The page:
(Note: This post has been edited for clarity as of 4:48 AM Eastern on 31 Dec.)
(Note: This post has been updated (1) as of 7:02 AM Eastern on 31 Dec. See below.)
I extend my thanks to playwright and weblogger George Hunka of Superfluities for his gracious compliance with my request to explain for the benefit of non-theater-goers such as myself who think live theater an anachronism why theater should survive as an art form. I thank him as well for his, "ACD, far from 'wooden-post ignorant,' knows exactly what is missing from American theater that keeps him from attending it...."
But as a matter of fact I don't know, beyond my compelling sense that, aesthetically considered (i.e., aesthetically as in the Joycean formulation), anything done live on stage in the theater can be better done in a film.
George uses as an analogue case for live theater versus film the difference between a live and recorded classical music performance, citing Glenn Gould's decision to give up live performance, and confine his performances to recordings only. George then goes on to say that Gould's recorded performances, especially of the Goldberg Variations (and here just a small correction: the 1955 recording was the "landmark" performance, not the 1981)
are prima facie different sorts of monsters than the same music performed by the same pianist in a live performance. Lacking especially is the Collective Other: the audience convening as physical community. The nature of aesthetic communion in a collective body of individuals meets a rather different need. It is the difference between communion offered as part of a Sunday church service and communion offered at the sickbed of a hospital-bound communicant.
While that's no doubt largely true, it rather misses the point as an analogue case, I think. A film of, say, Beckett's Godot (i.e., made as a film, not a filmed record of the stage play) is potentially, inherently and in itself, capable of producing a more convincing aesthetic product in terms of the play itself than the play presented live on stage (not the case in a recording of a piece of music versus a live performance of that same piece), and that capability has nothing whatsoever to do with "the Collective Other" which is a function of audience response alone, that same response experienced with film just as with live theater. My sense of the thing is that film is always potentially capable of producing the more successful and satisfactory product aesthetically in terms of the play itself because of the almost infinite control of all aspects of the realization of the text possible in film from largest stroke to smallest detail, something not possible on the stage. This is true even for the most perfectly technically crafted stage work which takes into full consideration all the limitations of the stage (I can think of no meaningful benefits; i.e., ones that are unique to the stage, and not available to film).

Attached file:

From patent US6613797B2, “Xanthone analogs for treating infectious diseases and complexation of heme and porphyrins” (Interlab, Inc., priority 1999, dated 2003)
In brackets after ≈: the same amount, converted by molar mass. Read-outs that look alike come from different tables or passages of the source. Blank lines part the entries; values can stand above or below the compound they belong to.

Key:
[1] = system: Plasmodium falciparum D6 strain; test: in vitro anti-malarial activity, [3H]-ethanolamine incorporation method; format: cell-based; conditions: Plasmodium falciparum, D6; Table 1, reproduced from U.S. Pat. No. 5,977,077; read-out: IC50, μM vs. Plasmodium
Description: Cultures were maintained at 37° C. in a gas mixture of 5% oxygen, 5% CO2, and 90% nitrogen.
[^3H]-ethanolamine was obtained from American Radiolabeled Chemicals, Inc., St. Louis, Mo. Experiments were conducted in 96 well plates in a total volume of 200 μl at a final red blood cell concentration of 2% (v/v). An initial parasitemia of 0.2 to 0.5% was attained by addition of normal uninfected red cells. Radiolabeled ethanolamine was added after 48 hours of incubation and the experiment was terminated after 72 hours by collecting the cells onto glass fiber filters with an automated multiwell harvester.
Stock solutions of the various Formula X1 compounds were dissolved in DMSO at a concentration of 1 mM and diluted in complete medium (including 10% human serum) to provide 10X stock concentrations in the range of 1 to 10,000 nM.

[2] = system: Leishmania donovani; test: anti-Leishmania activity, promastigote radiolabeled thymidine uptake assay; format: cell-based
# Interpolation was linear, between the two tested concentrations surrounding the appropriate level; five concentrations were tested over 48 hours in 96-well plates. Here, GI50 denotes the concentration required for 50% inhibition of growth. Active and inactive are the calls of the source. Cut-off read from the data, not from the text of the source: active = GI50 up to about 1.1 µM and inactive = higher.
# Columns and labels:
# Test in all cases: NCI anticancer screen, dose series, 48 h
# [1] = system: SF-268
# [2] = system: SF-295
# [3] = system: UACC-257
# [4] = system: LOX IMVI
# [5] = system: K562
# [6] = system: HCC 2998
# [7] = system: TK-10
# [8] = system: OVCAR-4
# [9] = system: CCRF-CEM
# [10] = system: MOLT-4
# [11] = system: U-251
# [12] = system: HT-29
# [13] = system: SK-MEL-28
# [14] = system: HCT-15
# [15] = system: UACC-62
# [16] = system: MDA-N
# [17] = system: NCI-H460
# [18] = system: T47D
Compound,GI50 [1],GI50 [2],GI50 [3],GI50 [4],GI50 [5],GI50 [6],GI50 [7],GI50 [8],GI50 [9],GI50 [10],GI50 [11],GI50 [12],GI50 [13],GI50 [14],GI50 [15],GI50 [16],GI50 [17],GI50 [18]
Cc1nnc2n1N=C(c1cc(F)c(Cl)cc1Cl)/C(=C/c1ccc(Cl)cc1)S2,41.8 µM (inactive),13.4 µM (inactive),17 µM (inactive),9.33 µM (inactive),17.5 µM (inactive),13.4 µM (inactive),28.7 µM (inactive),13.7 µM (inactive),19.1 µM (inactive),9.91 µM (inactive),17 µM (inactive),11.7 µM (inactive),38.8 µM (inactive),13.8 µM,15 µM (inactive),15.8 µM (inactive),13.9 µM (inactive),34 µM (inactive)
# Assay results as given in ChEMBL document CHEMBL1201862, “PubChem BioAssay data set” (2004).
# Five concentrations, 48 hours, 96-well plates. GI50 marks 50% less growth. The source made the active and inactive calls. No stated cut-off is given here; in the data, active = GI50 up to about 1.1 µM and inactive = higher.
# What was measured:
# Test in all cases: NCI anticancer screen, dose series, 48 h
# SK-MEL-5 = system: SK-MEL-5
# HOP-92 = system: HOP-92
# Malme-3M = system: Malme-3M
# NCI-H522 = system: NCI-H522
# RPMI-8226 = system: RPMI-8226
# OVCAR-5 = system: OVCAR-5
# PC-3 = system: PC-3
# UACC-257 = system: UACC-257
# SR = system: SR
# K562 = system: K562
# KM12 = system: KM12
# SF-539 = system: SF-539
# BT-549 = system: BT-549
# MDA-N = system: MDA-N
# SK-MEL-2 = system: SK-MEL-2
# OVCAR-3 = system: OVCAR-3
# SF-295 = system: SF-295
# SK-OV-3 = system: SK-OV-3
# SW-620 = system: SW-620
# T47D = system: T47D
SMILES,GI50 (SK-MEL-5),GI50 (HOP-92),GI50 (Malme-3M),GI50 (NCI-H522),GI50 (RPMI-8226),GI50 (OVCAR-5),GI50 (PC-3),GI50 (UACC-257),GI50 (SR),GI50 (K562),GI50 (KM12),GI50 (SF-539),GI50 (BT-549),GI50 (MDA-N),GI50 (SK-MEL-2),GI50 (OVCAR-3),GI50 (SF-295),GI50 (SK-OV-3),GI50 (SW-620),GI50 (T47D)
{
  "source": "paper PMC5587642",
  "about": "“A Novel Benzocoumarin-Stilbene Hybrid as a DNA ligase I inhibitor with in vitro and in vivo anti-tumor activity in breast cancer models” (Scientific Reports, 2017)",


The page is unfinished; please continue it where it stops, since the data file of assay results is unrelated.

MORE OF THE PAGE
George concludes his post with:
We American theater workers won't get ACD back to the theater until we can give him a theater that he recognizes as a worthwhile aesthetic experience, an experience he can't get from a movie, a DVD or a television series.
So my question to George really distills down to: Of just what does that aesthetic (as opposed to the Joycean kinetic sensual) experience consist; an aesthetic experience provided by live theater and not provided by film in terms of the work itself? When film is an available alternative, what possible aesthetic justification can there be for producing a work live on the stage (i.e., aesthetic justification in terms of the realization of the work itself) other than to satisfy the sensual needs of those who get an adrenalin rush from the Bullfight Syndrome attendant all live performance of anything whatsoever, and who simply love the romance and very idea of live theater? (I omit as totally frivolous the attraction for some of occupying for a time the same physical space as big-name stars, or even just ordinary, real live actors.)
I can think of none.
Update (7:02 AM Eastern on 31 Dec): Weblogger John Shaw of Utopian Turtletop comments. My response to his comment is contained in the comments section attached to his post.